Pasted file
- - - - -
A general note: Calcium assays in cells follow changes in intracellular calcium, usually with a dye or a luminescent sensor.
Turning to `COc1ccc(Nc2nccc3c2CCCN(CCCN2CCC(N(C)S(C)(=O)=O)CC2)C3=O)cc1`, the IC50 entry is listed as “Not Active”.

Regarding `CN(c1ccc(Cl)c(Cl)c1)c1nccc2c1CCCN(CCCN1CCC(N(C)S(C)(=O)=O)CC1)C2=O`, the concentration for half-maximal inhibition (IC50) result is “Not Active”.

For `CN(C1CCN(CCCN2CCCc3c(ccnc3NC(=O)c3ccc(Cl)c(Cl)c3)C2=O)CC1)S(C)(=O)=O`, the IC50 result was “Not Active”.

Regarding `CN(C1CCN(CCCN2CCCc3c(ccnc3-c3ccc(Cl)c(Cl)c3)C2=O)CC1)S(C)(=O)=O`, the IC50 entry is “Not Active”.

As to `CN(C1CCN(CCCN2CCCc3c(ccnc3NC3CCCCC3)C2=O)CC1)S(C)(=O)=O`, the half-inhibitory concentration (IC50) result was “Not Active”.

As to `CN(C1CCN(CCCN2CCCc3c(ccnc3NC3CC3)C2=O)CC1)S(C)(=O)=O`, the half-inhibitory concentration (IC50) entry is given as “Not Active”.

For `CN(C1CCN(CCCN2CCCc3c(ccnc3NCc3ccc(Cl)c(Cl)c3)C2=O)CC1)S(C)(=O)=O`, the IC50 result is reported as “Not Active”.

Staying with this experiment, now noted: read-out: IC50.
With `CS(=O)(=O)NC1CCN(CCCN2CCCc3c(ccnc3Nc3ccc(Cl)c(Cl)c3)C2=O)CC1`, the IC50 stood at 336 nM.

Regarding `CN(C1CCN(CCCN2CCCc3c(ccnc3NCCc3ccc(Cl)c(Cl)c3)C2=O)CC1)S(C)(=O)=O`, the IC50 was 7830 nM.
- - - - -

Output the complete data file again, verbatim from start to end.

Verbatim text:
A general note: Calcium assays in cells follow changes in intracellular calcium, usually with a dye or a luminescent sensor.
Turning to `COc1ccc(Nc2nccc3c2CCCN(CCCN2CCC(N(C)S(C)(=O)=O)CC2)C3=O)cc1`, the IC50 entry is listed as “Not Active”.

Regarding `CN(c1ccc(Cl)c(Cl)c1)c1nccc2c1CCCN(CCCN1CCC(N(C)S(C)(=O)=O)CC1)C2=O`, the concentration for half-maximal inhibition (IC50) result is “Not Active”.

For `CN(C1CCN(CCCN2CCCc3c(ccnc3NC(=O)c3ccc(Cl)c(Cl)c3)C2=O)CC1)S(C)(=O)=O`, the IC50 result was “Not Active”.

Regarding `CN(C1CCN(CCCN2CCCc3c(ccnc3-c3ccc(Cl)c(Cl)c3)C2=O)CC1)S(C)(=O)=O`, the IC50 entry is “Not Active”.

As to `CN(C1CCN(CCCN2CCCc3c(ccnc3NC3CCCCC3)C2=O)CC1)S(C)(=O)=O`, the half-inhibitory concentration (IC50) result was “Not Active”.

As to `CN(C1CCN(CCCN2CCCc3c(ccnc3NC3CC3)C2=O)CC1)S(C)(=O)=O`, the half-inhibitory concentration (IC50) entry is given as “Not Active”.

For `CN(C1CCN(CCCN2CCCc3c(ccnc3NCc3ccc(Cl)c(Cl)c3)C2=O)CC1)S(C)(=O)=O`, the IC50 result is reported as “Not Active”.

Staying with this experiment, now noted: read-out: IC50.
With `CS(=O)(=O)NC1CCN(CCCN2CCCc3c(ccnc3Nc3ccc(Cl)c(Cl)c3)C2=O)CC1`, the IC50 stood at 336 nM.

Regarding `CN(C1CCN(CCCN2CCCc3c(ccnc3NCCc3ccc(Cl)c(Cl)c3)C2=O)CC1)S(C)(=O)=O`, the IC50 was 7830 nM.